The Armed Forces in the 21st Century : Navy in the 21st Century
On February 7, 2015, The International Affairs and Foreign Policy Institute organized a Working Breakfast at which Chief of Staff of the Navy Don Jaime Muñoz y Diaz del Rio presented on the Navy in the 21st Century.
With constant global technological advances coinciding with strict government budget cuts due to Spain’s economic crisis, the Spanish Navy has had to be resourceful in creating an effective strategy in order to continue their success into the 21st Century.
Given that about 75% of Spain’s borders are coastal, the country’s economy and security are dependent on strong a navy. 90% of Spain’s energy comes in through water ports, the country’s thriving tourist economy is strongly tied to the ocean and Spain is home to the largest fishing industry in Europe. This means that maintaining safe waters around the country is essential to keeping up in the global market. Though Spain’s location is beneficial in economic terms, its surrounding waters are targets of illegal drug trafficking, terrorism and illegal immigration; all issues that the Spanish Navy is responsible for reducing.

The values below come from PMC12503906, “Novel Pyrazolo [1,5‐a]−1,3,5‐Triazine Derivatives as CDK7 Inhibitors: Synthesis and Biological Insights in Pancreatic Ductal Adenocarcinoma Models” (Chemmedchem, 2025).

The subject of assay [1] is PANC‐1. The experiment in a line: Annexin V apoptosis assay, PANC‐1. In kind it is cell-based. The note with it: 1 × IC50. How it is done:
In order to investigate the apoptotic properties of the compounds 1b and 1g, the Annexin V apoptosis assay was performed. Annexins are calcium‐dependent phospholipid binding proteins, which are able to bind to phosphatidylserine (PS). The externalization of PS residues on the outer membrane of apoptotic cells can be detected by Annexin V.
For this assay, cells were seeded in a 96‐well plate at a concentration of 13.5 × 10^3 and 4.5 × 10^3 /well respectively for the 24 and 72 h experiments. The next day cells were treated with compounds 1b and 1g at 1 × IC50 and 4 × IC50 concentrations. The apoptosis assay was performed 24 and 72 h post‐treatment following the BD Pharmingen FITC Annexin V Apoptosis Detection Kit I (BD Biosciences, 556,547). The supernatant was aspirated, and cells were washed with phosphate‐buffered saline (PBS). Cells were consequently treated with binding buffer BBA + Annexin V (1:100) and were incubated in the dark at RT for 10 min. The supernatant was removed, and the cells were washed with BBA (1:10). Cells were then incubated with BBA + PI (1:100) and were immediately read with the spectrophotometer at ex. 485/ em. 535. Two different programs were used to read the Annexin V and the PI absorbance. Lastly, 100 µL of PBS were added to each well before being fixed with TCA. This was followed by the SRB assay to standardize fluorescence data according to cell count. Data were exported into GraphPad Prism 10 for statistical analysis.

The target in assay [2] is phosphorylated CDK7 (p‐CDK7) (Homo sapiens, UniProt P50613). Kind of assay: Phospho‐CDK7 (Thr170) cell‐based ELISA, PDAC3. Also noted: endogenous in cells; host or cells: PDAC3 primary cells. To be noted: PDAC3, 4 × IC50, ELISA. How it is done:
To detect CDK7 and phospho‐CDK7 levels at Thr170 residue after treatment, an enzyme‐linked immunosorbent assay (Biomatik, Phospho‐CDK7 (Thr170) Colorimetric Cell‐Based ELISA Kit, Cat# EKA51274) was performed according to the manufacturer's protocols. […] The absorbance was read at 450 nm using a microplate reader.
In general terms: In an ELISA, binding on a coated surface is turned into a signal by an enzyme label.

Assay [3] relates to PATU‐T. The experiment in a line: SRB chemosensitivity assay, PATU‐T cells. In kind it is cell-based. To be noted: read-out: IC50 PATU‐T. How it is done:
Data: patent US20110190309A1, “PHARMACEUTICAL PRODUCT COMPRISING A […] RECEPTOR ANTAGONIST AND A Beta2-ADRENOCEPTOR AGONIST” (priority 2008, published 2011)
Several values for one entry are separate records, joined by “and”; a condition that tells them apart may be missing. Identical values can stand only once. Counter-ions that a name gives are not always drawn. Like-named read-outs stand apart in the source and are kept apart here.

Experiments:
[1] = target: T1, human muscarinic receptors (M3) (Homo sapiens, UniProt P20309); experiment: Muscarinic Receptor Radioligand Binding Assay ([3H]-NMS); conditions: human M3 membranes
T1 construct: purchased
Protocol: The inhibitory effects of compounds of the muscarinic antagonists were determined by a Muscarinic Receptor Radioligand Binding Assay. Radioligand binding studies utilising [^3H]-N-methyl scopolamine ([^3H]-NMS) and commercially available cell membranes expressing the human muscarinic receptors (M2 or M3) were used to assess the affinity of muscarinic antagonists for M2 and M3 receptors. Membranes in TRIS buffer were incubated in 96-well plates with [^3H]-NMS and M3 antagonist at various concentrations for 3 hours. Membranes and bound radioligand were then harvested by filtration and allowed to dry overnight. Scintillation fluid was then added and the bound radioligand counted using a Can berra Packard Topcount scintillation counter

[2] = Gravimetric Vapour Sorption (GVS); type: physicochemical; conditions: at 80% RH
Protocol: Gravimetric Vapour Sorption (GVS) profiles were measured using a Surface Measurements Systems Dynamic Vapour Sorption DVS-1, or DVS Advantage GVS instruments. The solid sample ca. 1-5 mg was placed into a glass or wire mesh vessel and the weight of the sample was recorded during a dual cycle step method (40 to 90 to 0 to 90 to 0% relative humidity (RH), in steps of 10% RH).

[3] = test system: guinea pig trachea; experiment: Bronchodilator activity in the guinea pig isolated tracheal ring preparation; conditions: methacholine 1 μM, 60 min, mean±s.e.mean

The Chief of Staff of the Navy, Don Jaime Muñoz y Diaz del Rio, conceded that Spain’s Navy needs to advance and change with the global climate; past strategies are not going to function in the future. The proposed strategy includes a comprehensive collaboration between different government and economic sectors in Spain, an efficient distribution of resources in the Navy and the promotion of cooperation on a national level. To be successful in this pursuit, the Navy must be readily available, flexible, sustainable and efficient.
In order to achieve this, the Chief of Staff explained that certain missions need to be expanded. Deterrence and defense against enemies are the Navy’s most essential responsibilities. In order to improve in this area, the Navy must increase its control of the seas and enhance maritime security. In addition, the crisis management and security screening programs should be expanded, which will only be possible with the support of civil authorities.
Above all, the Navy must act with a strong maritime presence. In order to maintain and amplify their presence, it is important that the naval fleet evolves to meet current technological standards. New vessels are being designed and built in Spain in order to meet the high standards necessary to achieve the aforementioned goals.
To conclude, Chief of Staff of the Navy Muñoz-Delgado explained that maritime security is essential to the Spanish economy and to the wellbeing of Spanish citizens. An efficient long term plan will help the Spanish Navy continue its history of exemplary naval operations.